• All of the Other Reindeer: Played with. Despite Gert's initial shock, no one seems to mind that Molly is a mutant, although the latter's parents are seen in a flashback defending themselves from an angry mob after being outed as mutants.
  • All Your Powers Combined - In the final battle of the original series, Alex ends up in control of Chase's fire-blasting gauntlets, Nico's Staff of One, and Gertrude's psychic connection to Old Lace. All of which would have been much more helpful if he weren't secretly working for his parents. He had no way to take Molly or Karolina's inborn abilities, but it's still a pretty impressive accomplishment for somebody with no powers of his own.
  • Apologetic Attacker: Karolina when the first Hostel is attacked by the LAPD.
  • Arranged Friendship: The kids originally only tolerated each other because their parents were all ostensibly old friends who insisted on all the families gathering together once a year (as a cover for the parents performing an annual blood sacrifice for wealth and power).
  • Beat Panel: In the second issue.
    Molly: Duh. S...E...X. I'm not a baby.
    Alex and Gert look at each other
    Gert: Fine. Come on, kid. Let's go powder our noses.
    Molly: That's code for pee, right?
    • For reference, Alex and Gert were talking about whether or not to tell Molly that they found out that her parents were supervillains. She tells them she already knows what they're whispering about, before delivering the sex line.
  • Beleaguered Boss: Alex is the Only Sane Man on a team that includes a Dumb Jock, a Soapbox Sadie, a temperamental airhead, and a Cute Bruiser. Subverted in that he intentionally built the team this way; they were supposed to die fighting their own evil parents so that he and his parents would reap all the benefits of the Doomsday Plot for themselves.
  • Big Bad: The Gibborim, who set the Pride's plan into motion in order to return to power.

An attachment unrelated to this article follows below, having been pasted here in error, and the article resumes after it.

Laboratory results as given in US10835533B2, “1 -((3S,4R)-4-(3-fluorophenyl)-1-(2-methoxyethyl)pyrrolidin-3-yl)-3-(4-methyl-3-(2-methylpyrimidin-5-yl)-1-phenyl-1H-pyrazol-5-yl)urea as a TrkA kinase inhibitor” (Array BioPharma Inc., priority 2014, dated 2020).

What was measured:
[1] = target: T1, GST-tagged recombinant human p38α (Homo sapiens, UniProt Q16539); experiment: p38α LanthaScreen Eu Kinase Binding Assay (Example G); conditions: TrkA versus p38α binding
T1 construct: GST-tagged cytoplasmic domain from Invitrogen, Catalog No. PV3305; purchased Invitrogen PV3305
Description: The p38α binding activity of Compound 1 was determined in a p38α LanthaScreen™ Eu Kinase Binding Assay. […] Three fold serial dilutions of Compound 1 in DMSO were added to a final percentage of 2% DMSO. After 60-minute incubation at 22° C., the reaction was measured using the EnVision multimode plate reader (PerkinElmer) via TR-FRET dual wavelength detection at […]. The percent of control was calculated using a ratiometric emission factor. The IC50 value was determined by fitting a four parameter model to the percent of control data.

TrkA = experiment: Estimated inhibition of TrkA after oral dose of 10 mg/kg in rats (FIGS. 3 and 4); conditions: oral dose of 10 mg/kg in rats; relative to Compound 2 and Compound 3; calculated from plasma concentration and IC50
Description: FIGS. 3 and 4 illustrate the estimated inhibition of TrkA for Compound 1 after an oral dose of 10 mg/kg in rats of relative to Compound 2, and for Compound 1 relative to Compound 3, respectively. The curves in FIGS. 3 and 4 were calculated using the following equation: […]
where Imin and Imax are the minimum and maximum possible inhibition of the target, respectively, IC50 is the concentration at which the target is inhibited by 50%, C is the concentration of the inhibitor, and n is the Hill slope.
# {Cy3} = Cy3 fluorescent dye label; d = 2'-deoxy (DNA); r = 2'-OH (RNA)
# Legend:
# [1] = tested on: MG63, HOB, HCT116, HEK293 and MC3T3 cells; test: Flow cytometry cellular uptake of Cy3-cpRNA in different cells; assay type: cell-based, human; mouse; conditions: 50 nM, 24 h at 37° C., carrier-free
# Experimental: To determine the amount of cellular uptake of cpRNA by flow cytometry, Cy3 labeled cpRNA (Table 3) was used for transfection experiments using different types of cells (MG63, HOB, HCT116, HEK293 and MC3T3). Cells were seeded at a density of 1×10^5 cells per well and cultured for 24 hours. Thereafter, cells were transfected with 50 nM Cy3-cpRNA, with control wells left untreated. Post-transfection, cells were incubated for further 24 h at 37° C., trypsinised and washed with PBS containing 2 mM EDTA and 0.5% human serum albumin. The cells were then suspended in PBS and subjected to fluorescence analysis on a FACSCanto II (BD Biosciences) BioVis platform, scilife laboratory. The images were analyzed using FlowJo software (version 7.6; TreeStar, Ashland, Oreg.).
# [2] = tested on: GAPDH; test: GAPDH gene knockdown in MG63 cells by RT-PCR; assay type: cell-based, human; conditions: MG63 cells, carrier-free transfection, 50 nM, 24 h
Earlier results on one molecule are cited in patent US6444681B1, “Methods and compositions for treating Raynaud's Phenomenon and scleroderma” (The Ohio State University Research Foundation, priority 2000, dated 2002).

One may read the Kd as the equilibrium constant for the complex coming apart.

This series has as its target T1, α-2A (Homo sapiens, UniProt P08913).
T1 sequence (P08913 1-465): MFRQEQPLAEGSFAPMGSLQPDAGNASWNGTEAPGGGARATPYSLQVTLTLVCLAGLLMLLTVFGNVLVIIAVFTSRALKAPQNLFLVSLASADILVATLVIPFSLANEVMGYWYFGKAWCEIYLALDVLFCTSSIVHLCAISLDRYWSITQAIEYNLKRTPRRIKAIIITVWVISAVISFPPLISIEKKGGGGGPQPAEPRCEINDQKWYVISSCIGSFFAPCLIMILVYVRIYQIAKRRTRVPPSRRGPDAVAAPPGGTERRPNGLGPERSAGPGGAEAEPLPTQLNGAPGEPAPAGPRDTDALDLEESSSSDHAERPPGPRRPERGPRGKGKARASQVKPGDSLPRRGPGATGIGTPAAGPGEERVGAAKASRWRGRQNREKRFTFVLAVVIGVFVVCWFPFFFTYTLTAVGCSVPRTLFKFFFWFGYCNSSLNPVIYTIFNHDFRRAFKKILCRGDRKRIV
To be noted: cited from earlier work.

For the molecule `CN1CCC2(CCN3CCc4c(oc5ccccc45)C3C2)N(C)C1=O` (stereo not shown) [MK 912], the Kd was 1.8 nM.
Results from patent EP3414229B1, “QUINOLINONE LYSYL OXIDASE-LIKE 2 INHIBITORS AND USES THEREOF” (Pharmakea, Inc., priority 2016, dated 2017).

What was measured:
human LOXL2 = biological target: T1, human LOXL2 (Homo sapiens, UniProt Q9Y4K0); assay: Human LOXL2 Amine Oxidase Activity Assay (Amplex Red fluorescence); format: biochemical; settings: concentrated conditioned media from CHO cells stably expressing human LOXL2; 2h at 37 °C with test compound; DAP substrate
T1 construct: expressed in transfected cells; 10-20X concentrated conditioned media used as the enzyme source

• Big Bad Ensemble: It's complicated. The Pride are made to appear like a Big Bad Duumvirate, but two of the couples, the Deans and the Hayes family, were planing to betray the others. However, it's revealed that Alex knew of the plan, and manipulated the kids to run away in order to stop it. Too bad he was killed by the Gibborim not long after The Reveal.
  • Big Book of War: The Abstract, a book given by the Gibborim to the Pride. It contains info about everything related to them, including their future. It can only be read with a special ring that decodifies it.
  • Big "NO!": The first major Big "NO!" takes place when Wilder screams it after Alex is burned to a crisp by the Gibborim after he admits to being The Mole for the Pride and, "like an adult," taking responsibility for the girl's lost soul.
  • Black Republican: All three of the minority couples (Geoffrey and Catherine Wilder, Tina and Robert Minoru, and Dale and Stacey Yorkes) in the Pride were conservatives... because they were all hypocrites, preaching a "pull-yourself-up-by-your-bootstraps" ethos when all three couples gained their wealth and power through a deal with the Gibborim.
  • Cassandra Truth: Played with. Most people don't believe the Runaways when they claim that their parents are a cabal of supervillains (in famously meta-crime free LA). Those who do are with the cabal, unable to help because of extenuating circumstances, or are too incompetent to do anything about it.
  • Changeling Fantasy: "Evil real family" subversion. The kids' parents weren't just boring Californian rich people, they're also supervillains with a world-ending Evil Plan.
  • The Chessmaster: Alex Wilder. His mother mentions early on that Alex is a prodigy when it comes to logic and strategy, and Alex proves the truth of those words when he reveals that he was mapulating his friends from the beginning, all so he and his parents could kill off the rest of the Pride and live forever in Paradise.
  • Children Are Innocent: Played with. The kids had no idea of their parent's activities, but were understandably left fairly bitter by the aftermath.
  • Crime-Concealing Hobby: Philantrophy, in this case. The main characters' rich parents are supposedly part of a charity group, but this is a front for their world-ending plan involving Human Sacrifice.
  • CPR: Clean, Pretty, Reliable: Gert gives Chase CPR after he nearly drowns. He's in no shape to move immediately afterwards, but recovers quickly enough to hotwire the Leapfrog and interrupt the big fight.
  • Deal with the Devil: The Pride struck a deal with the Half-Human Hybrid descendants of fallen angels — they sacrifice one innocent a year to restore the Gibborim's power, and their children are guaranteed a spot in paradise.
  • Defector from Decadence: The kids after finding out that their comfortable lives are based on murder and a plan to destroy the world.
  • Ditto Aliens: Mrs. Dean makes a comment about how all the Skrulls look alike to her.
  • Dr. Fakenstein: Chase's parents, Victor and Janet Stein, are a pair of Mad Scientists.